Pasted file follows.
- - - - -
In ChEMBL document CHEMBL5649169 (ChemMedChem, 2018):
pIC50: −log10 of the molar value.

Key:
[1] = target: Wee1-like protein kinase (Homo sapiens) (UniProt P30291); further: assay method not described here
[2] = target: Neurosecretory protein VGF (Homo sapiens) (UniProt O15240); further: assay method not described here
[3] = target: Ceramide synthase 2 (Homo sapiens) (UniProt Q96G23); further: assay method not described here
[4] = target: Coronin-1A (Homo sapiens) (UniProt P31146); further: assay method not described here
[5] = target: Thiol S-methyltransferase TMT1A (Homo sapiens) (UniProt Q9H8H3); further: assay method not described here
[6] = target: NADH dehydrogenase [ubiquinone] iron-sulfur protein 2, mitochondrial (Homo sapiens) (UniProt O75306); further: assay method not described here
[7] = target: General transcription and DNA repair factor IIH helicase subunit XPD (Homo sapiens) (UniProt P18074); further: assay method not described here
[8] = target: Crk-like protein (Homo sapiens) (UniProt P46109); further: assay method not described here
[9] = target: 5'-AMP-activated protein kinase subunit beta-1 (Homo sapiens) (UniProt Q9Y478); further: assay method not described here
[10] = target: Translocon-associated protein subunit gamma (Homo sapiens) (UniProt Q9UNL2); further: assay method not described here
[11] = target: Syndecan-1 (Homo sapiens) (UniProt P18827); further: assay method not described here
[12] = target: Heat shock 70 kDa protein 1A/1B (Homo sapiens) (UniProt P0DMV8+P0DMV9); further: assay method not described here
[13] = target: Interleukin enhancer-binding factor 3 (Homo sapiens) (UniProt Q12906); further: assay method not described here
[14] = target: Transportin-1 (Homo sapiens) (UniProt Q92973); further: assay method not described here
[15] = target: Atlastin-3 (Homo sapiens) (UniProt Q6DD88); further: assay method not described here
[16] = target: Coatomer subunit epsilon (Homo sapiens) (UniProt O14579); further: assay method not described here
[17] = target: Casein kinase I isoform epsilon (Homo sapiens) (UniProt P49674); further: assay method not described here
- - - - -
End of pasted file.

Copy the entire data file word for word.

In ChEMBL document CHEMBL5649169 (ChemMedChem, 2018):
pIC50: −log10 of the molar value.

Key:
[1] = target: Wee1-like protein kinase (Homo sapiens) (UniProt P30291); further: assay method not described here
[2] = target: Neurosecretory protein VGF (Homo sapiens) (UniProt O15240); further: assay method not described here
[3] = target: Ceramide synthase 2 (Homo sapiens) (UniProt Q96G23); further: assay method not described here
[4] = target: Coronin-1A (Homo sapiens) (UniProt P31146); further: assay method not described here
[5] = target: Thiol S-methyltransferase TMT1A (Homo sapiens) (UniProt Q9H8H3); further: assay method not described here
[6] = target: NADH dehydrogenase [ubiquinone] iron-sulfur protein 2, mitochondrial (Homo sapiens) (UniProt O75306); further: assay method not described here
[7] = target: General transcription and DNA repair factor IIH helicase subunit XPD (Homo sapiens) (UniProt P18074); further: assay method not described here
[8] = target: Crk-like protein (Homo sapiens) (UniProt P46109); further: assay method not described here
[9] = target: 5'-AMP-activated protein kinase subunit beta-1 (Homo sapiens) (UniProt Q9Y478); further: assay method not described here
[10] = target: Translocon-associated protein subunit gamma (Homo sapiens) (UniProt Q9UNL2); further: assay method not described here
[11] = target: Syndecan-1 (Homo sapiens) (UniProt P18827); further: assay method not described here
[12] = target: Heat shock 70 kDa protein 1A/1B (Homo sapiens) (UniProt P0DMV8+P0DMV9); further: assay method not described here
[13] = target: Interleukin enhancer-binding factor 3 (Homo sapiens) (UniProt Q12906); further: assay method not described here
[14] = target: Transportin-1 (Homo sapiens) (UniProt Q92973); further: assay method not described here
[15] = target: Atlastin-3 (Homo sapiens) (UniProt Q6DD88); further: assay method not described here
[16] = target: Coatomer subunit epsilon (Homo sapiens) (UniProt O14579); further: assay method not described here
[17] = target: Casein kinase I isoform epsilon (Homo sapiens) (UniProt P49674); further: assay method not described here